Shinjuku: One of the must-see places of Tokyo
Shinjuku station, which is massive and overwhelmingly crowded, is in itself very confusing. Find the right exit, and that confusion sometimes deepens rather than subsides. Just like Bill Murray was dazzled by the colorful neon signs of the bustling city in the opening scene of “Lost in Translation,” the intricate structure of the city always makes me feel like a first-time visitor.
For those of you who are bad with directions like myself, it may be a good idea to tour the city before sunset. It not only helps you avoid turn the wrong corner in Kabukicho or getting lost in the maze of Golden Gai after dark, but also leads you to some exotic sights both new and old. Wandering in Shinjuku before sunset offers you a chance to see how the city lives up to its moniker “sleepless town” in the true sense.
“Shinjuku Nichome,” widely recognized as the LGBTQ mecca of Japan, is one of those places that doesn’t stop being colorful day or night. Thanks to many “onee (gay or queer in Japanese)” TV talents that have become a regulars in Japanese variety TV shows, this part of Shinjuku has often been spotlighted by the media. A 10-minute walk from JR Shinjuku station is Nakadori, a main street of the “Nichome” area lined with gay and lesbian bars and clubs that open at night. But among such night spots are restaurants and eateries that attract people who love good food and art.
Duang Daao is a small joint where you can have homemade Thai food for lunch as you enjoy the latest in pop art and music. Owner Ema Yamanouchi opened this place in May to serve up authentic Thai flavor, utilizing her experience in food product development and living in the Southeast Asian country for a year. Her signature menu, green curry, tastes mild but surly has good flavor. It should also be noted that the presentation of the food makes perfect sense when coupled with the “kawaii” pop culture exhibition Duang Daao has. According to Yamanouchi, her restaurant regularly exhibits pop artworks, and sometimes artists themselves make guest appearance like Miina, a pop artist wearing a full body suit of a girl.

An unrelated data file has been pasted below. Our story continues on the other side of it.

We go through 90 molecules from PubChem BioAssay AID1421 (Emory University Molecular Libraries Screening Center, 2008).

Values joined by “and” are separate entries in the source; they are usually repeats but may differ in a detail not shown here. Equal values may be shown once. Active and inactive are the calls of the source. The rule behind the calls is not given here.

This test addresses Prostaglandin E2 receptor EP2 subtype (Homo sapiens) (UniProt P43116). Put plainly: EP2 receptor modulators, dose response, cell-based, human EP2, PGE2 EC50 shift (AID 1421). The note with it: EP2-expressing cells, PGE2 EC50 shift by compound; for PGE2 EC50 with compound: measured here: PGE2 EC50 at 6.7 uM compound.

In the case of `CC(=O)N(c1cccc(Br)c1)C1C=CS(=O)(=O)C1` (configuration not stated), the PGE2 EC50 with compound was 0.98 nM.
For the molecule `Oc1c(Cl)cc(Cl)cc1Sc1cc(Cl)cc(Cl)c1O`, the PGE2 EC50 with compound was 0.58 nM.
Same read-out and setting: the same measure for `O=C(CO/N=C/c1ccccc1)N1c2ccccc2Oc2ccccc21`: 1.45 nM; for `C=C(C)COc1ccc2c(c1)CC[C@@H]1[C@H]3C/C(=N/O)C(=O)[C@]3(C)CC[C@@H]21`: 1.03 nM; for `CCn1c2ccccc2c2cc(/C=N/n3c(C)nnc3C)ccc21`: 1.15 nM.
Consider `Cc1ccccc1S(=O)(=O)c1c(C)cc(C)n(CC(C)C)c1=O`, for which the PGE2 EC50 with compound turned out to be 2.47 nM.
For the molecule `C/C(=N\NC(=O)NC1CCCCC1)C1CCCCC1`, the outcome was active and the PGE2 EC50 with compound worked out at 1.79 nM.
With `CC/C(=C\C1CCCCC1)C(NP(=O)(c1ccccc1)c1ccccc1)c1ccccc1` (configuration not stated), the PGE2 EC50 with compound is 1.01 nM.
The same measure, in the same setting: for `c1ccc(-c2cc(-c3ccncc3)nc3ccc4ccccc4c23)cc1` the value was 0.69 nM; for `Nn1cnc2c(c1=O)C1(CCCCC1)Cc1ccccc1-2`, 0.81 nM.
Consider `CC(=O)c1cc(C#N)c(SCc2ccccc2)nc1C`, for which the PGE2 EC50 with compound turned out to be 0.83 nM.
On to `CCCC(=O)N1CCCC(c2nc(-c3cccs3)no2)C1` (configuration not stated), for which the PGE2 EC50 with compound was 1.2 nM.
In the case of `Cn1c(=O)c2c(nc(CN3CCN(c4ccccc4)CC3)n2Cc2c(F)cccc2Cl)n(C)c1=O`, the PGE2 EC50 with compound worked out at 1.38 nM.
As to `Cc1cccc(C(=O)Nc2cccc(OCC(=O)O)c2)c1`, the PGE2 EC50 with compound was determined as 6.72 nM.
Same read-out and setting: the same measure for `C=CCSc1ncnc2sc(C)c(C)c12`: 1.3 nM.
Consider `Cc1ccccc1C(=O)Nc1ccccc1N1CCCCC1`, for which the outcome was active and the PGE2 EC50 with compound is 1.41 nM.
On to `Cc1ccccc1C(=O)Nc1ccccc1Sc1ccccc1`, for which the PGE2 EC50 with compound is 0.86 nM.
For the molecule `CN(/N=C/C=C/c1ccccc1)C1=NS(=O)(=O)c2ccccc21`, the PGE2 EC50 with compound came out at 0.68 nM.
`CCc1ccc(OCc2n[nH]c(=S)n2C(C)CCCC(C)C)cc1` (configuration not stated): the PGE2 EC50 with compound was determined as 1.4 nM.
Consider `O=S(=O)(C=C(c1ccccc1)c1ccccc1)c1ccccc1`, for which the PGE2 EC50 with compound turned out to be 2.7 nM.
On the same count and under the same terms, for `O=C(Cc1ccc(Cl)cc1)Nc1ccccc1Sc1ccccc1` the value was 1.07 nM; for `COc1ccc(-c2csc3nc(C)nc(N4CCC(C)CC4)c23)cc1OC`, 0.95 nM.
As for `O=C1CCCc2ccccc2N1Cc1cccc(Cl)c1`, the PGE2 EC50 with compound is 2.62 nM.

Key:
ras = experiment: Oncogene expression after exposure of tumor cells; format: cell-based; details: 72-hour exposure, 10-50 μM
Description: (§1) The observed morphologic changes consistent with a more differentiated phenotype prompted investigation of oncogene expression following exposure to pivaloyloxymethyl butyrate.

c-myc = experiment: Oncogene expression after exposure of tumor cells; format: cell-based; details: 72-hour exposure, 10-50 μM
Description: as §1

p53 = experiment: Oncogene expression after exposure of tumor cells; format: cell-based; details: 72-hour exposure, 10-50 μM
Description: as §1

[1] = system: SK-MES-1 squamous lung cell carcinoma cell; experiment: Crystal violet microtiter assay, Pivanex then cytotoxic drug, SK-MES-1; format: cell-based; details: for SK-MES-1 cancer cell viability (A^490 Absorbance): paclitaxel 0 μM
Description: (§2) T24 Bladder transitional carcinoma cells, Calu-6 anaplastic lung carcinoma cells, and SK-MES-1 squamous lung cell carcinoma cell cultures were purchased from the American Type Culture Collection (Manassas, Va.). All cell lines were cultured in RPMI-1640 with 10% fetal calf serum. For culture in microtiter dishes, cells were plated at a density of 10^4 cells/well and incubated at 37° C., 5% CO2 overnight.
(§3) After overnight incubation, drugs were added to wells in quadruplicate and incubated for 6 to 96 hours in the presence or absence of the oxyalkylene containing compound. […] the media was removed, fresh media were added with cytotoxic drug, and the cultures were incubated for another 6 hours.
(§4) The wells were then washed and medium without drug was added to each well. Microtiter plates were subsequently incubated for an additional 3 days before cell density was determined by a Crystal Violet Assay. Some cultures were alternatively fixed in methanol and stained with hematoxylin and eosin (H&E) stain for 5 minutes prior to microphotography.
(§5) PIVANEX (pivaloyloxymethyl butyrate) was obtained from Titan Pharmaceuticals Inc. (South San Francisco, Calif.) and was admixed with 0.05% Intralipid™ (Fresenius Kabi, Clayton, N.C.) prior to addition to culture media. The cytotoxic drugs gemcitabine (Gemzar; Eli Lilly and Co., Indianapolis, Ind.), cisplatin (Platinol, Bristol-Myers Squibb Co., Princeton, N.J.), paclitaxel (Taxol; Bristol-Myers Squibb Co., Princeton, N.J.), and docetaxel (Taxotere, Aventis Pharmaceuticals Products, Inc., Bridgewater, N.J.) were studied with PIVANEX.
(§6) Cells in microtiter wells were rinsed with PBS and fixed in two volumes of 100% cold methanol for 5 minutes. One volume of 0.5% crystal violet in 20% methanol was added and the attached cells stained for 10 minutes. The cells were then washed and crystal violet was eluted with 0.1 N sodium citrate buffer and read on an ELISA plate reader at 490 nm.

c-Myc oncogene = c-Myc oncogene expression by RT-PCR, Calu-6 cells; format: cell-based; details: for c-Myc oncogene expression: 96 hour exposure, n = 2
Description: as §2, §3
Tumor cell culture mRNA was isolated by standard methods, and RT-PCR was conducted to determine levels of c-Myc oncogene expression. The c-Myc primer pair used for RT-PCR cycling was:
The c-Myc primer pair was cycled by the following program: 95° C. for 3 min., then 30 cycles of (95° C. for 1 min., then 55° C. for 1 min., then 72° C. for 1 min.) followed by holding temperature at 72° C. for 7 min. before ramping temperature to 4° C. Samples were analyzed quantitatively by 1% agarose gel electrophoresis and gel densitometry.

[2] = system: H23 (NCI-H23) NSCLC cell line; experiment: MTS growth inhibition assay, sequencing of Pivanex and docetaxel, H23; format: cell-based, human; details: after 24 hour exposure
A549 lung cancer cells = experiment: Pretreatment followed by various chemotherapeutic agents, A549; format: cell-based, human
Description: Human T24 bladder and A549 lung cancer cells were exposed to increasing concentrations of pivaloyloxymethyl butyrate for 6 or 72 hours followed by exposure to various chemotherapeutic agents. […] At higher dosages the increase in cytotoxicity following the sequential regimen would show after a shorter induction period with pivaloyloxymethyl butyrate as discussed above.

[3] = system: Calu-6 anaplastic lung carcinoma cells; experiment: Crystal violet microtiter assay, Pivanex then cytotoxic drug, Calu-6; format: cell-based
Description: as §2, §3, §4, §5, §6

“This is a place where you can see what is going on now in Tokyo’s art scene,” proudly said Yamanouchi.
The owner added that everybody is welcomed there. Sexual orientation doesn’t mean much when you chat with the friendly owner and artists, or enjoy the artistic exhibition and food.
If you’re looking for a little less cutting edge and a little more old school, Omoide Yokocho (“memory lane” in Japanese) is the place for you.
Taking the D1 or D3 exit of the west side of the Shinjuku station will get you to this small street with many quaint bars and stalls tightly lined up. According to the website of the lane (www.shinjuku-omoide.com/english/index.html), this area has roots in a black market called “Lucky Street,” which opened around 1946 during the time of controlled economy shortly after the end of the Pacific War.
English menus are displayed outside at some spots, showing that tourism is playing a big part there. There are also bars that have been going since the early days of the lane, retaining the same look as they had around 1947. Nostalgia is everywhere on this street.
There are 80 bars and stalls in total where people can enjoy all kinds of food including sushi, soba noodles and yakitori (grilled chicken skewers). Many of the places serve up the same food and drinks that were available during the hard days of struggle and recovery.
Among others, motsu-yaki (skewered roast giblets) is the most common food that reminds people of the early days of the street. The item became a popular comfort food on the street when other food such as ramen or udon noodles were difficult to get due to the restrictions by the government.
If you go there around 4 p.m., when most open, you will likely sit shoulder-to-shoulder with retired elders or Japanese “salarymen” who are taking some early time off work. Have some sake and mostsu-yaki and experience Japan’s history.
Get lost in Shinjuku, and you just might take a trip back to Japan’s past.
Read a related article: Shinjuku: A walk in the sky